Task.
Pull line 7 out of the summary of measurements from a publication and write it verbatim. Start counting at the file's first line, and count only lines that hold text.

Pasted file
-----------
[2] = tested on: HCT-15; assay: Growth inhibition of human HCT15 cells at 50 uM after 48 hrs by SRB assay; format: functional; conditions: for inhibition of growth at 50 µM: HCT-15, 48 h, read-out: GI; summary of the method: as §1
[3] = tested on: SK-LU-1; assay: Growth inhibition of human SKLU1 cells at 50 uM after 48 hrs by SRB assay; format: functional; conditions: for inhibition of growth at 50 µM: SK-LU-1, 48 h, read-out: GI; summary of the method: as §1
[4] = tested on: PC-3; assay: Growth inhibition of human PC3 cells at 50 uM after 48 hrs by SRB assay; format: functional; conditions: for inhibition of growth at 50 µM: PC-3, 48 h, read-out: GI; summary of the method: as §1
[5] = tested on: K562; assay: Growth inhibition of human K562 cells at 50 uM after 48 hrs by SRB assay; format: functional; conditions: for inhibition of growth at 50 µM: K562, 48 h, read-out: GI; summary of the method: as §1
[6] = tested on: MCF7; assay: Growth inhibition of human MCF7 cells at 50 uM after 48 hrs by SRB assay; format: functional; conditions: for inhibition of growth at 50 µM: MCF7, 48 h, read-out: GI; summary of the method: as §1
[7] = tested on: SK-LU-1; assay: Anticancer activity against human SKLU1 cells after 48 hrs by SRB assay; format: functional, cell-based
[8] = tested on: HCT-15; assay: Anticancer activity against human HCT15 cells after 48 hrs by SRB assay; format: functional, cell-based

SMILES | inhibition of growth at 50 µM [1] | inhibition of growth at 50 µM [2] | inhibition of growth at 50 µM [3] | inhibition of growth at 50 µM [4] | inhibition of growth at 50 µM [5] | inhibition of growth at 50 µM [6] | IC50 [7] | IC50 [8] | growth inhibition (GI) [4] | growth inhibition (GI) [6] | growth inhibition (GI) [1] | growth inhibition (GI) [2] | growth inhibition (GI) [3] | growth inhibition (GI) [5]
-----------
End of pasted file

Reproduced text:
[8] = tested on: HCT-15; assay: Anticancer activity against human HCT15 cells after 48 hrs by SRB assay; format: functional, cell-based